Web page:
So far, the Hy-life project has been very successful and innovative - it aims to bring a change to Japan and eventually to the world. It seems slightly long-term because of its unprecedented trial in the world, but they are trying to implement the plan through sustainable procedures.
So Masuda | Fuel Cells 2000
Many U.S. companies are leading the fuel cell industry today, manufacturing systems used all around the world. Other countries like Japan, Germany, Korea and the U.K. are also dedicated to the growth of fuel cell technology, all recently reaffirming their commitment with aggressive deployment targets and governmental support. Consumers’ impressions of companies are also affected by how visibly “green” they are, which is also helping to increase visibility and sales of fuel cells. Given the trend of today’s society, it is not hard to believe that in the future, there will be a city run by fuel cells. Would you believe it if I told you that such a city is underway?
The answer is, YES. This city exists in Fukuoka, Japan, showcasing a society based on hydrogen energy by installing residential fuel cell systems, hydrogen stations and fuel cell electric vehicles (FCEVs).
Why is Japan interested in fuel cells? The Japanese government has shown high levels of dedication to green technology development since the Kyoto Protocol was signed in 1997, to minimize effects on climate change caused by the emission of greenhouse gases, implementing the Cool Earth 50 – a long-term plan to reduce greenhouse gases such as CO2. Fuel cell technologies play an important role in this plan, with four out of 21 chosen technologies of the Japanese government focusing on:
- Stationary fuel cells
- Hydrogen production
- Hydrogen storage technologies
These four areas are being supported by the Japanese government as well as many private companies and research institutions over the past 10 years, helping to make an amazing city run entirely by clean energy. And the idea of a self-sufficient city producing its own energy is being even more aggressively pursued following the tsunami and Fukushima nuclear accident, and fuel cells play an integral role in Japan’s plans.
The Fukuoka Strategy Conference for Hydrogen Energy was established in 2004 to elaborate Japan as a pioneer of the hydrogen energy. The board members were representatives from several universities, the Fukuoka local government and the biggest Japanese companies, including the president of Kyushu University, the mayors of the city of Kitakyushu and Fukuoka, the director of Kyushu Bureau of Economy, Trade and Industry, and the president of Nippon Steel Corporation. It has grown to 651 companies/institutions members as of February 2012.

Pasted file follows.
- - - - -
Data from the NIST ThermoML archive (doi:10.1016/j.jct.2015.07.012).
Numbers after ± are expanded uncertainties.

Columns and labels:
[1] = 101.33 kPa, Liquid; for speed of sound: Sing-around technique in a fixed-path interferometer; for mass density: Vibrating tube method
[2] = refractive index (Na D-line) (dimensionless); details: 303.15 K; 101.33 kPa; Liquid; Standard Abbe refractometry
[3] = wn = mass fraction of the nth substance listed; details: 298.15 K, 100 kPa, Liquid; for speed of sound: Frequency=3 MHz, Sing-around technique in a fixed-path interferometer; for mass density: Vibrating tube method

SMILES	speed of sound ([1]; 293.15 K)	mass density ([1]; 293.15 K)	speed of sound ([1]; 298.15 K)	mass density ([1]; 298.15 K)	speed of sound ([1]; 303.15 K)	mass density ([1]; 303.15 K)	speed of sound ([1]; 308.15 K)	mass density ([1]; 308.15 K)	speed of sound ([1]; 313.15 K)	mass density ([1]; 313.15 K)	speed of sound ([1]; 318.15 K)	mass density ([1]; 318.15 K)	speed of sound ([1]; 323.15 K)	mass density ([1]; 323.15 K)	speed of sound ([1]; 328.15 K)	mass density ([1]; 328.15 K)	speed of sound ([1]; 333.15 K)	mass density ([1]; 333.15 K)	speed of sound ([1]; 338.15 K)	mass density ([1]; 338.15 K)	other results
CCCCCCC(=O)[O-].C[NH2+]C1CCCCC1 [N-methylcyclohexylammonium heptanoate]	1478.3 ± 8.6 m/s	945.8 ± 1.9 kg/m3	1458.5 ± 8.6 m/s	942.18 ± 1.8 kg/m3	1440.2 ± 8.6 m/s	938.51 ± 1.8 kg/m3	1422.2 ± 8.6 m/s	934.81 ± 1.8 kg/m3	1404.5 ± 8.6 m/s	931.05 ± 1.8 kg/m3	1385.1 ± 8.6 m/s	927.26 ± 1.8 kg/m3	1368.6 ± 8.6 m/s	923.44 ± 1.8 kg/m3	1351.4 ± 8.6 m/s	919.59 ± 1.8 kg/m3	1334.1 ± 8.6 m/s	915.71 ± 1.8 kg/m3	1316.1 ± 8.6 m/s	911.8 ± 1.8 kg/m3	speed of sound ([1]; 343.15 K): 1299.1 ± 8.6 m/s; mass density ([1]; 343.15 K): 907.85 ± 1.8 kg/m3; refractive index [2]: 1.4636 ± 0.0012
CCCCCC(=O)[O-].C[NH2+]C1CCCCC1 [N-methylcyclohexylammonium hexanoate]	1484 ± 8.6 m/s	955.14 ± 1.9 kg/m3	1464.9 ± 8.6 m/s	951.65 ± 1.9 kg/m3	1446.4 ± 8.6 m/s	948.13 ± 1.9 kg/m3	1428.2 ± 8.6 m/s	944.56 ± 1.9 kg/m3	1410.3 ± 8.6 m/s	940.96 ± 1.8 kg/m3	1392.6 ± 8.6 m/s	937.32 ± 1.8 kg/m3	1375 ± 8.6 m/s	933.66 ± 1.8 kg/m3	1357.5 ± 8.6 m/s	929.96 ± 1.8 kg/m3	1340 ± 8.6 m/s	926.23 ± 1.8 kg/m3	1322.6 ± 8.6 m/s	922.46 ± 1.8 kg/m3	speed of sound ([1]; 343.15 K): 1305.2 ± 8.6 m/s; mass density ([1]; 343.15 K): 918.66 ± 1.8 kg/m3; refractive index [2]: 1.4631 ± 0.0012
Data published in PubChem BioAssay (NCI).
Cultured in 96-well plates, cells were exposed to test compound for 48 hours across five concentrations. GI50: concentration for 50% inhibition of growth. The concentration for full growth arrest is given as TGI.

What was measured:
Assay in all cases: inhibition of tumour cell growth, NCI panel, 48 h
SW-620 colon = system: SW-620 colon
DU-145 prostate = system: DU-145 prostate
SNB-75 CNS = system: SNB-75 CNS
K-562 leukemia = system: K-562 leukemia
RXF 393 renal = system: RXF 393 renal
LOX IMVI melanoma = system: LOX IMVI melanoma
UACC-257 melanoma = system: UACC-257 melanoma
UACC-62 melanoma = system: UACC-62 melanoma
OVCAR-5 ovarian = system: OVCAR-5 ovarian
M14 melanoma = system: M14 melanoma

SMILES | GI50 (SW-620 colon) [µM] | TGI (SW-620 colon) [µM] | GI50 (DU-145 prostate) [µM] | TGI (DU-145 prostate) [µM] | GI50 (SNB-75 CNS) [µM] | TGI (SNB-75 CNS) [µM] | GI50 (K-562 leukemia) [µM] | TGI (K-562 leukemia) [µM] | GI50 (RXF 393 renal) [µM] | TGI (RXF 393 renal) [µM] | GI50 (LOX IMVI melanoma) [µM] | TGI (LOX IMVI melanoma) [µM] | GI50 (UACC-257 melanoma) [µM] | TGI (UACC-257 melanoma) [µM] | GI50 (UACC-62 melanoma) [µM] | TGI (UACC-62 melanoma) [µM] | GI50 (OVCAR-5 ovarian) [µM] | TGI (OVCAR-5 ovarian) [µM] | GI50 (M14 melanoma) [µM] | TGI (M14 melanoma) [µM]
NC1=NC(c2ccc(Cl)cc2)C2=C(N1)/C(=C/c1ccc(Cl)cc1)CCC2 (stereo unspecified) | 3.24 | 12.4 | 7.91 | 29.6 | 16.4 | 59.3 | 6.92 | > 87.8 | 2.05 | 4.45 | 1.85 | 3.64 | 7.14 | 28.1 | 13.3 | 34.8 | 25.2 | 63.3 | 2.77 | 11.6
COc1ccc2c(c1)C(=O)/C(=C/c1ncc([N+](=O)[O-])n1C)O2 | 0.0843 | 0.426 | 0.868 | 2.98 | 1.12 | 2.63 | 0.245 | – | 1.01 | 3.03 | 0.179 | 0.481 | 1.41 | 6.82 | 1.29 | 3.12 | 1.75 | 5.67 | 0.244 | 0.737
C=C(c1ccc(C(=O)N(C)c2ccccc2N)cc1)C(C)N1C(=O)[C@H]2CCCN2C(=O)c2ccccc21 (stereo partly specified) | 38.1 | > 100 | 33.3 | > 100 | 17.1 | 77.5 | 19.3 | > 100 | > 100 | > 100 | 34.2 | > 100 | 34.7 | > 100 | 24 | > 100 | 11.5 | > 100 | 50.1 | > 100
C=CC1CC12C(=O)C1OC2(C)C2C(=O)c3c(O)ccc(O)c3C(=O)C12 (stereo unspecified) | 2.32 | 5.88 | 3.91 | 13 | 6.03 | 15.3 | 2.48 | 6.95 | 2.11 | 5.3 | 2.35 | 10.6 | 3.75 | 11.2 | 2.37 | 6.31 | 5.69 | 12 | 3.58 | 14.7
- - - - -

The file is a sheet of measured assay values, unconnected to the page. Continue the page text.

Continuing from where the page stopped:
The Hy-life project was implemented by the Fukuoka Strategy Conference for Hydrogen Energy to aim at manage the entire process of hydrogen research and development (R&D), to generate, transport, stock and utilize hydrogen through development of engineers in the hydrogen energy industry and organize a leading cutting edge hydrogen technology community as a model. Hy-life is mainly composed by two projects that started in Fukuoka, the “Hydrogen Town” and “Hydrogen Highway.” The Hydrogen Energy Test & Research Center (HyTReC), an organization providing R&D support for hydrogen-related start-up companies, is a major contributor to the projects. HyTReC works with HYDROGENIUS, a world class research institution located in Fukuoka, to share new scientific knowledge and technical guidelines as well as private sectors to evaluate performance/safety of newly developed products.
The hydrogen town includes installing residential fuel cells, specifically the now commercially available ENE-FARM system (more than 20,000 ENE-FARM fuel cell systems have been sold to date around Japan), whose slogan is “Make “electricity” and “hot water” using hydrogen in your own home.” The project launched with fuel cell installations at Kyushu University and the official residence of the Governor of Fukuoka. In total, about 150 fuel cells were installed in homes between 2008 and 2009 by Nippon Oil Co. and Seibu Gas Energy Co. in a few neighborhoods around the island.